ASA 129th Meeting - Washington, DC - 1995 May 30 .. Jun 06

2pUW30. Analysis of spatial-time characteristics of broadband pulse propagation through ocean sound channels by using shallow water acoustical mode propagation model.

Nataly A. Sidorovskaia

Dept. of Phys., Univ. of New Orleans, New Orleans, LA 70148

Michael F. Werby

Naval Res. Lab., Stennis Space Center, MS 39529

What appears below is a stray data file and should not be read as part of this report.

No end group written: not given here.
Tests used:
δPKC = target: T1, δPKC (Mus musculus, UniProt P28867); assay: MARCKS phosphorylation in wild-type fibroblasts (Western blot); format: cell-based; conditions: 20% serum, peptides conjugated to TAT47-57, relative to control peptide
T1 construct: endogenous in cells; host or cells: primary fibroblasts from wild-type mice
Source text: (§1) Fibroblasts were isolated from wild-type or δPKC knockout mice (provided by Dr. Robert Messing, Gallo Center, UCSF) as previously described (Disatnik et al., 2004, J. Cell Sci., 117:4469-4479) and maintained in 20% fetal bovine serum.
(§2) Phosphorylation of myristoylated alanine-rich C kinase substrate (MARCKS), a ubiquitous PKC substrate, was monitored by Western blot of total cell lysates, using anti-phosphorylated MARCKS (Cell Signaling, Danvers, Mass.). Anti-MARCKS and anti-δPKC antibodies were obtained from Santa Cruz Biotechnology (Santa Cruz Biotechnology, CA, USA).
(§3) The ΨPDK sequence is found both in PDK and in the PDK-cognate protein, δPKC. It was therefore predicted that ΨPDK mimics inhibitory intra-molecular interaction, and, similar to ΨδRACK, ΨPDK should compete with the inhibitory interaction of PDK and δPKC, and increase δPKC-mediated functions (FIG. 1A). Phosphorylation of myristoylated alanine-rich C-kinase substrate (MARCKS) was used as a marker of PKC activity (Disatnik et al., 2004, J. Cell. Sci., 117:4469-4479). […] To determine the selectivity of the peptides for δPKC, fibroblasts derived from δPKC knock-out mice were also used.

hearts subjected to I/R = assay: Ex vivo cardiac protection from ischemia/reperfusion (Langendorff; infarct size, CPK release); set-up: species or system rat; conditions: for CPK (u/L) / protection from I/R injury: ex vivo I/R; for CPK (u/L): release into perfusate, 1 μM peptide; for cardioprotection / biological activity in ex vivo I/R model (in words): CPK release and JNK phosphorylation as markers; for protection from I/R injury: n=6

Broadband pulse propagation through an oceanic sound channel is investigated to characterize some important oceanic properties, namely, the vertical sound profile, bottom structure, and also source localization. Examples of waveguides with surface and bottom ducting are considered. The new fast normal mode method (SWAMP) based on a new expansion method allows one to study the high frequency range in which large numbers of modes can be excited. In this situation the complicated structure of the wavefront that is the result of the interference of the low-order trapped refractive modes and the high-order reflected modes is observed in the waveguides. To understand the structure of this informatively rich wavefront, two techniques are presented: The static spatial-time maps of the sound field intensity distribution in a waveguide and video movies permitting one to observe the time evolution of a pulse through the fixed spatial region. The later technique gives much additional information on the process and can offer additional insight into the nature of pulse evolution along a waveguide. [Work sponsored by the Office of Naval Research.]